For years, US Soccer has issued position papers related to the Laws of the Game and things referees should be doing or looking for and highlighting ‘tough call’ scenarios. With the advent of online video, they have started to include YouTube videos as part of the papers which show the situations being discussed. Very cool.

A recent position paper titled, Offside – Classic Offside Situation, highlights a recent MLS match where Landon Donovan had a breakaway from an onside position, but the referee stopped play because a teammate was offsides and pursued, but did not touch the ball or get involved in the play.

I’d embed the video, but US Soccer has disabled that (why?!?!?!) You can view the video here.

Clearly Donovan was onside before pursuing the throughball and Jaqua was offside. As you watch the video, watch how fast the players pull up. The whistle blew VERY early. As the paper notes, officials should refrain from early whistles, precisely because premature calls can take away a clear scoring opportunity. The flag is up – fine. The center should take his/her time and see what transpires. I’d rather see the goal called back because the CR and AR decide it really was offside. Blowing an attack like this dead is just wrong.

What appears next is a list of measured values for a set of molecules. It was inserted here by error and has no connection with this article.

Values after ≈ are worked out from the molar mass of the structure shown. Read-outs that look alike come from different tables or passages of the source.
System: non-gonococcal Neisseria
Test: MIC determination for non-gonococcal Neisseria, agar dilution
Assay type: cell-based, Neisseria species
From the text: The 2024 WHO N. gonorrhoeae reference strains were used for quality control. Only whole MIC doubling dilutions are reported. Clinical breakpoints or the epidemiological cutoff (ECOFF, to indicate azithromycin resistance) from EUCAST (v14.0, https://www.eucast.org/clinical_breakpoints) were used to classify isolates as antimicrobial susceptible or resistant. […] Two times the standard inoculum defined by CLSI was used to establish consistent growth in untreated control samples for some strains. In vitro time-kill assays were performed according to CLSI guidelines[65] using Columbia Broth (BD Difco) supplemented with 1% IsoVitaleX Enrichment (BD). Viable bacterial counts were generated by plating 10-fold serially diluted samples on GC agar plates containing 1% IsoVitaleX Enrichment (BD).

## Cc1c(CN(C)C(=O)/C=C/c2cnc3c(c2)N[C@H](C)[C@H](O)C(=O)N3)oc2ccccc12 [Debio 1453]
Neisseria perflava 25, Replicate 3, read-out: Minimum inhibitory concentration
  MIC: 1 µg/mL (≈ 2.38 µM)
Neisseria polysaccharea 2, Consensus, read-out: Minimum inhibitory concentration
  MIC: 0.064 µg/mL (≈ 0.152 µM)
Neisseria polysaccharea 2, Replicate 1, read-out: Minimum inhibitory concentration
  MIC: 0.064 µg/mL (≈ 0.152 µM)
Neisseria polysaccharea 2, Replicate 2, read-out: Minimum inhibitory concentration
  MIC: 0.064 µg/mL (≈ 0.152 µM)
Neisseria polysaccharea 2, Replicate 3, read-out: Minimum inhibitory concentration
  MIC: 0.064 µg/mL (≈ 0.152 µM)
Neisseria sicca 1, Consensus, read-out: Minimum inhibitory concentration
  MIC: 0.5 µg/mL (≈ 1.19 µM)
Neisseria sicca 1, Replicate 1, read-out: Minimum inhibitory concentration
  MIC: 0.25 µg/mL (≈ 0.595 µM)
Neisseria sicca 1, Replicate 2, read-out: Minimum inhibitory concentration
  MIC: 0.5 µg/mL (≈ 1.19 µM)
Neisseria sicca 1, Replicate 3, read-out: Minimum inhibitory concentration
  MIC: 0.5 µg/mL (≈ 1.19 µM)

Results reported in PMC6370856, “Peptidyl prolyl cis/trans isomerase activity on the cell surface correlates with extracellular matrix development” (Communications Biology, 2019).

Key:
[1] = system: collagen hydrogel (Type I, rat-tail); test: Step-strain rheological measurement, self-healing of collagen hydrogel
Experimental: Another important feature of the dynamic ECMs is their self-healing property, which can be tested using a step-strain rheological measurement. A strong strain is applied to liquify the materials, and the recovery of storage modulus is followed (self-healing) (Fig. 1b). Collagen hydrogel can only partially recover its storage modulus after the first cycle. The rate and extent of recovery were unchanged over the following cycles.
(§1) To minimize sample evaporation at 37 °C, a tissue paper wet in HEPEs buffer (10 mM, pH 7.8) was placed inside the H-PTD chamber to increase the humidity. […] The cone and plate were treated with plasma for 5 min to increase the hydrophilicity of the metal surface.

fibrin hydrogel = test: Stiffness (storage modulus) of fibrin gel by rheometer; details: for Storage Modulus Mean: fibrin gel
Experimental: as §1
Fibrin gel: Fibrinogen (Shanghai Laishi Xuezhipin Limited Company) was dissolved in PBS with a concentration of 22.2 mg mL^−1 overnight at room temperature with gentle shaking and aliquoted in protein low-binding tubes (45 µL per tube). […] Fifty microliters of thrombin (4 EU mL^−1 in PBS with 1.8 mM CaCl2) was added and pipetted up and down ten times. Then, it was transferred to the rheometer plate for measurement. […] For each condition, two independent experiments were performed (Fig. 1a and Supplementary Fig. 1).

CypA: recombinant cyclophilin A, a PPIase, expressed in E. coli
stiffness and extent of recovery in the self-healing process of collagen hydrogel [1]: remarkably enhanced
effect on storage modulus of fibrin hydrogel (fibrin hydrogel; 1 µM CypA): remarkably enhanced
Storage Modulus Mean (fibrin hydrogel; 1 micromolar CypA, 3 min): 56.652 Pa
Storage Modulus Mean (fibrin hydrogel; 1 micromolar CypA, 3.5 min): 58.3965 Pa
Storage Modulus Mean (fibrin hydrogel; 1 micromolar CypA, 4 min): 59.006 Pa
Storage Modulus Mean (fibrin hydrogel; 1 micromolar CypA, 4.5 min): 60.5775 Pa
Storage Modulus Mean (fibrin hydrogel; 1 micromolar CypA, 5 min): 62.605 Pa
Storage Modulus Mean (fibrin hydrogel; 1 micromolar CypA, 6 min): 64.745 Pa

I see this tendency even in youth matches. The officials want to be ‘quick’ to make a call because spectators hate a late whistle. But late whistles are the right way to go. My son had this happen – he made a cut near the touchline and flew towards the goal, drilling the ball into the back of the net. During play, nobody saw the AR’s flag in the air – the ball had gone out of bounds, but the AR took his time deciding. CR sees the flag – goal disallowed. It was the right thing to do, even though the whistle was ‘late’. Touchline calls are notorious for being called too early. The ball must completely cross the line. Yet ARs in our league will flag out of bounds, often while the ball is still breaking the plane because they want to avoid play from continuing too long. As soon as the bottom of the ball leaves the line, they flag it. I’d rather they make sure it went completely out before flagging the play as the ball rolls down the line. If that means play gets stopped a few seconds later – so be it. I’ve seen too many sweet ‘saves’ nullified by over eager ARs. Take your time and make sure that ball is all the way out.

Anyway – I thought the combination of a position paper and a YouTube clip was a nice idea. My only suggestions to US Soccer are a) let use embed the clips – forcing people to YouTube is silly, b) allow the sorting of the list by date, and c) an RSS feed of the papers would be very nice.

Here are a few more papers that I found interesting: